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Grammar Prezzi

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carson greenwell

on 12 February 2015

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Transcript of Grammar Prezzi

By: Libby Hilpp, Trinity Berrow, and Carson Greenwell
Pronouns
Nouns:
Verbs:
Action Verb: Tells what the subject is doing.
-Sally
ran
across the room.
-Bob
hopped
around the trampoline.

Linking Verbs: Connects or links a subject to a noun or an adjective in a predicate.
-The book
is
in the library.
-Tornadoes
are
common in the south.

Helping Verbs: Helps the main verb express tense and voice.
-It
has been
decided that school is mandatory.
-The school bell
will
ring in a few minutes.





Adverbs:
Adjectives:
8 parts of speech
prepositions:
Conjunctions:
Interjections:
Common Nouns: A common noun is any noun that does not name a specific person, place, thing, or idea. These nouns are not capitalized.
-The
girl
went into school.
-Trevor tied his
shoes.



Proper Nouns: A proper noun is the name of a specific place, person, or thing. It is capitalized.
George Washington
liked ice-cream.
His practice was on
Tuesday.

Concrete Nouns: A concrete noun names a thing of a specific person, place, or thing. Concrete can either proper or common.
- The
pen
was blue ink.
- The
White House
is a very busy place.

Abstract Nouns: An abstract noun names something you can think about but cannot
see or touch. Abstract nouns can be concrete or proper.
- Being
Christian
is fun.
- Having a
sickness
is gross.

Collective Nouns: A collective noun names a group or collection of person's, animals, places, or things.
- A
school
of fish swam by.
-A
class
of people walked by.

Compound Nouns: A compound name is made of two or more words.
- My
mother-in-law
is very nice.
-The
high school
is close to the middle school.






Types of Pronouns:
Antecedents: Is the noun that the pronoun refers to or replaces. all pronouns (except interrogative and indefinite
pronouns) have anecdotes
-
They
had fun at the fair.
-
It
was a very warm day.

Personal Pronouns: A personal takes takes the place of a specific person or thing in a sentence some common personal pronouns are I ,you,he,she,it,we and they.
-
She
ran very slow.
-
I
was team captain.

Relative Pronouns: A relative pronoun is both a pronoun and a connecting word.
-The school
that
has the most people is Tumwater High school
- She is the person
who
is very nice.

Interrogative Pronoun: An interrogative pronoun helps ask a question.
-
Who
is the person that stole her purse?
-
What
questions were the homework?

Demonstrative Pronouns: Points out or identifys a noun without naming the noun.
-
This
is a fun project.
-
Those
socks are cool.

Intensive Pronouns: Emphasizes or intensifys , the noun or pronoun it refers to.
-He caught
himself
from falling.
-I thought
myself
, it was a very nice presentation.

Reflexive Pronouns: Refers back to the subject of the sentence, and its always an object, never a subject in a sentence.
-I feed
myself
very healthy foods.
-He protects
himself
by hiding in blankets.

Indefinite Pronouns: A pronoun that does not have a specific antecedent.
-Everything
about the poster looked spectacular.
-
Anyone
who acts like her is a doll.




Tenses of Verbs:
Present Tense Verbs: The present tense of a verb expresses action or a state of being or continuously or regularly.
-He
is
taking a run
-She
is
making a sandwich.
Past Tense Verbs: The past tense of a verb expresses action or a state of being that was completed in the past.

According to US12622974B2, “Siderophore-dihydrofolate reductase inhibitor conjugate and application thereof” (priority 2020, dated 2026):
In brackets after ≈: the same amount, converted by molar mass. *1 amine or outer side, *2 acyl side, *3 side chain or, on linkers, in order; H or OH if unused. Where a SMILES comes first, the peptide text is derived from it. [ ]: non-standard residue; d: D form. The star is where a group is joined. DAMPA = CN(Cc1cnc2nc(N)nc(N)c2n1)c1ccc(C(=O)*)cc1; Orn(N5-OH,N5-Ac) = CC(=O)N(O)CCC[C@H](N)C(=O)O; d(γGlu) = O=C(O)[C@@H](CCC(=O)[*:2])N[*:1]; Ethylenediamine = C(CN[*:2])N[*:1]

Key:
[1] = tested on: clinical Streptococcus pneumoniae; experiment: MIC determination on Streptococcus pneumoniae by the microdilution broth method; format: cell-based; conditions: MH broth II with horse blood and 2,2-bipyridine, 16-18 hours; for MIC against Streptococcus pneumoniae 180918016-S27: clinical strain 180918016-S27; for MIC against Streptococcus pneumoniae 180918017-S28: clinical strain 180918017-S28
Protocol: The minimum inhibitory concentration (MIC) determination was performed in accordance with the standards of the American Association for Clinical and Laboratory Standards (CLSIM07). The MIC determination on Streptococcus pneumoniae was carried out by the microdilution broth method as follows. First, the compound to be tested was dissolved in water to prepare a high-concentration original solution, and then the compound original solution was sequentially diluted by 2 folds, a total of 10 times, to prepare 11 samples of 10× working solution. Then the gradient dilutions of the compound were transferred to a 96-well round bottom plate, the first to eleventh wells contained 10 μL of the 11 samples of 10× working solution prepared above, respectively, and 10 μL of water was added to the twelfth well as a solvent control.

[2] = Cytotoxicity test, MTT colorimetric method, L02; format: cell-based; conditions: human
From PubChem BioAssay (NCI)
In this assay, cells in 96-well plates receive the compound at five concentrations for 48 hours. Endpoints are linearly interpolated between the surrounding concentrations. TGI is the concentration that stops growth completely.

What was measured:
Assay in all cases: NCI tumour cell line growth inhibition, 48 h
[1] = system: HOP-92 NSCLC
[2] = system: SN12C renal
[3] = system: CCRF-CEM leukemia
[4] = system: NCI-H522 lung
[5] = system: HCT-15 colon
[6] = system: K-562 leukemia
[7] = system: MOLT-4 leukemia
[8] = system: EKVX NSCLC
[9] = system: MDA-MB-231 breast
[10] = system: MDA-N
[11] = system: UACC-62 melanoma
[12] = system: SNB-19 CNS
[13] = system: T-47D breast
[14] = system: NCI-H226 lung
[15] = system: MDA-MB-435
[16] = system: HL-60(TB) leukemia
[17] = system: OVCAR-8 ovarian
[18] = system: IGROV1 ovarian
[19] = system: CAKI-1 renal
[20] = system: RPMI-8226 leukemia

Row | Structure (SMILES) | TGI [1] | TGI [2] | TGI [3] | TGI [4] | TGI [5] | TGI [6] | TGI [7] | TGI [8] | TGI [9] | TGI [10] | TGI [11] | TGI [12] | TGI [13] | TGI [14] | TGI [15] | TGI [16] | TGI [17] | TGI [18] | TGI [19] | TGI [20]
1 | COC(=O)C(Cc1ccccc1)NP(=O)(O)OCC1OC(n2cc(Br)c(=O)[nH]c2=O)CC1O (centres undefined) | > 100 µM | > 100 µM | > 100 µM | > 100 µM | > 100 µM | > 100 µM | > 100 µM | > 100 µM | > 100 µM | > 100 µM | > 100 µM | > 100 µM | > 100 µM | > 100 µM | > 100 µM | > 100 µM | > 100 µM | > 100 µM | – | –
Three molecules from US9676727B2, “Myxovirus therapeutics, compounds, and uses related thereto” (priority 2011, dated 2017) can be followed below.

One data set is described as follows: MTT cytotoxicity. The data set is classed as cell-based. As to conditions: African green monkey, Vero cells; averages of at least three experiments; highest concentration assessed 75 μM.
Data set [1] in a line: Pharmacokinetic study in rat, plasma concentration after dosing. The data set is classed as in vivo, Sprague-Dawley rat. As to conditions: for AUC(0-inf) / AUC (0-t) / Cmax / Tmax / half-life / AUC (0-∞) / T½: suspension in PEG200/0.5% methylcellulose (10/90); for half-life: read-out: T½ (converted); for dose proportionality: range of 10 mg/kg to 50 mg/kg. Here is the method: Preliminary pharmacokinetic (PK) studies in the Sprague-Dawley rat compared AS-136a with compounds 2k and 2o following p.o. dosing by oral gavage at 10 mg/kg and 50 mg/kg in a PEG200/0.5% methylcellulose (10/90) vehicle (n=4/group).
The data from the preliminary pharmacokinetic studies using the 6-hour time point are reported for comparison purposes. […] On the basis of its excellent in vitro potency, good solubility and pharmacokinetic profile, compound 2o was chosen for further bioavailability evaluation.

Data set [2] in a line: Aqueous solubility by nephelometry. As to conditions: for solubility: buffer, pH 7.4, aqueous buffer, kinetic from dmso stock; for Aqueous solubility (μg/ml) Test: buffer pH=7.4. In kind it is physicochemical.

-The man ran three miles yesterday.
-The woman drove to the store on Tuesday.

Future Tense Verbs: The future tense of a verb expresses action that will take place.
-Someday I will go to China.
-I will take the garbage later.

Present continuous tense verb: Expresses action that is completed at the time of starting it.
-Many people are skating in the park.
-Mel is making a sandwich.




Articles: The articles a, an, and the are adjectives
-
The
boy is a good student.
-
The
girl is good at the art of drawing.
Proper Adjectives: A proper adjective is formed from a proper noun and it is always capitalized.
-The
Chicago
sandwich shop is delicious.
-The
Olympian
pizza place is delicious.

Common Adjectives: A common adjective is a adjective that is not proper or capitalized.
-My grandpa says he is very
ancient
.
-I want to live on a
grassy
field when I'm older.

Demonstrative Adjectives: Points out a particular noun in a sentence.
- This worm is
big.
-But that sandwich is
bigger.

Compound Adjectives: A compound adjective is made up of two or more words.
- The girl is a
kind
person.
-The boy is a
big-kid
baller.
Adverbs of Time: An adverb of time tells when,how often and how long.
-
Tomorrow
I will eat a roast beef sandwich.
-I
never
eat a bad sandwich.

Adverbs of Place: Tell where to where to or from where.
-The man was going to climb
on
the mountain.
-The man placed his tent
under
a tree.

Adverbs of Manner: Adverbs often end in ly and tell how something is done. Some words as adverbs can be written with or without the ly ending.
-George
boldly
walked into the doughnut store.
-Libby
quietly
stalked the cat.

Adverbs of Degree: Adverbs of degree tell how much or how little.
-Mike is
usually
the maker of doughnuts.
-Trinity is
often
the basketball manager.

Conjunctive Adverbs: Can be used as a conjunction and shows connection or a transition between two independent clauses.
-While she sang, she also tapped her foot.
-He didn't liker here, therefore they broke up.

Forms of Adverbs:

Positive Adverbs: Describes but does not make a comparison.
-He
slowly
jogged down the driveway.
-She woke up very
late.


Comparative Adverbs: Form of adverb and compares two things.
-She woke up much
earlier
than her brother.
-He ran much
quicker
than Mary.

Superlative Adverbs: Adverb compares three or more things.
-She was the
last
one to arrive at the finish line.
-He slept in the
latest
on Mondays.

Irregular Forms: Some adverbs use completely different words to express comparison.
-She was doing very
badly
on the test.
-He was in
better
shape every passing day.




Prepositional Phrases: A preposition is never alone, it is always part of a prepositional phrase. A prepositional phrase includes the preposition, the object of the preposition, and the modifiers of the object.
-My cousin looked around the closet for her lost earing.
(Preposition: around, object: closet, modifiers: the, closet.)
-She had never won a volleyball match before.
(Before is an adverb that modifies had won)

Coordinating Conjunctions: Connects a word to a word, a phrase to a phrase, or a clause to a clause. The words, phrases, or clauses, joined by a coordinating conjunction must be equal, or of the same type.
-Littered beaches
and
docks can easily be picked up.
-You can drive a car
or
take the bus to get to the beach in the same amount of time.